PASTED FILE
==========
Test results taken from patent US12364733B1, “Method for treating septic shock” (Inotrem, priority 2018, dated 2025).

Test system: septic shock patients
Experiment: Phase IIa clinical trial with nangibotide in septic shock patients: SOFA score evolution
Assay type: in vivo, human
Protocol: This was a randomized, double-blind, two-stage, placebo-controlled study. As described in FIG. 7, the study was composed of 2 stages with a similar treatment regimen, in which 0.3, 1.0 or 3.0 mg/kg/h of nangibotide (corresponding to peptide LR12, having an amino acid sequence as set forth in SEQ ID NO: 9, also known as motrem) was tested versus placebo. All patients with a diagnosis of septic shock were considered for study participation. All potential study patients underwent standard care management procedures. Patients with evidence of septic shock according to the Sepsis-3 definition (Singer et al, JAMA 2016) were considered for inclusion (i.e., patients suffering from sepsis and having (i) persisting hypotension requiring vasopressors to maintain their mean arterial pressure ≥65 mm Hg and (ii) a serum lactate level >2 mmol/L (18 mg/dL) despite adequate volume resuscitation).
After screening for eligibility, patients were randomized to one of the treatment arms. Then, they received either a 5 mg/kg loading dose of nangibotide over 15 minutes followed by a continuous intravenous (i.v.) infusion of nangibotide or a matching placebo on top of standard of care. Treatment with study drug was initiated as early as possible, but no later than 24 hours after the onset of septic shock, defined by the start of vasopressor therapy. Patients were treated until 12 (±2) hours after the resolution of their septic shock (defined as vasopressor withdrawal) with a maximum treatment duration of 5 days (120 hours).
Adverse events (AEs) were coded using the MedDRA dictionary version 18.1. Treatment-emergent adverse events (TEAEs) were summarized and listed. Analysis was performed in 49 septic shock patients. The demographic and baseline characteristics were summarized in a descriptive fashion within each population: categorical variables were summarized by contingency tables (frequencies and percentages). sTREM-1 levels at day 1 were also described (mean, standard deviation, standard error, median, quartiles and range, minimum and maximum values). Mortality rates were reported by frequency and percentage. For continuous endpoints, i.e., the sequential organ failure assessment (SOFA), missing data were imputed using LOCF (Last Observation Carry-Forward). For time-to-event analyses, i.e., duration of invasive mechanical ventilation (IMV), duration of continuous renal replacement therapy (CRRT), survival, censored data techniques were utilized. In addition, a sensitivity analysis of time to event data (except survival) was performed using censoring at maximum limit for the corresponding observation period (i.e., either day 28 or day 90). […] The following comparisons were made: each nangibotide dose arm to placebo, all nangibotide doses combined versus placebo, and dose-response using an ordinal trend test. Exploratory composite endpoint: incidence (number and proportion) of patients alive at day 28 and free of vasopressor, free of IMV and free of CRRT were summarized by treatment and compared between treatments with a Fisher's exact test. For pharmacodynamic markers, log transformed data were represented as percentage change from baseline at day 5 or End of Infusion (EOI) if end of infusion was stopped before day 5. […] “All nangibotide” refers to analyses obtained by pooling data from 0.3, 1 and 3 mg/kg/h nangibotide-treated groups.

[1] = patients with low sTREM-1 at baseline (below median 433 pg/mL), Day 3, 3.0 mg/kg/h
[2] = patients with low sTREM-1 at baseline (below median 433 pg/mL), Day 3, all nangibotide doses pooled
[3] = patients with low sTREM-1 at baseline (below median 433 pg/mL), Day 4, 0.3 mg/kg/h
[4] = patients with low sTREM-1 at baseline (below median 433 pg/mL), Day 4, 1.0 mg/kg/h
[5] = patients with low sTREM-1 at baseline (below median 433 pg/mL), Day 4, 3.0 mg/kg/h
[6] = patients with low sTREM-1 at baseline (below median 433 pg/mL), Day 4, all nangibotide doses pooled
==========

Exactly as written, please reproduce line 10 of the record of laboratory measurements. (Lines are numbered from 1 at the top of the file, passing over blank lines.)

[3] = patients with low sTREM-1 at baseline (below median 433 pg/mL), Day 4, 0.3 mg/kg/h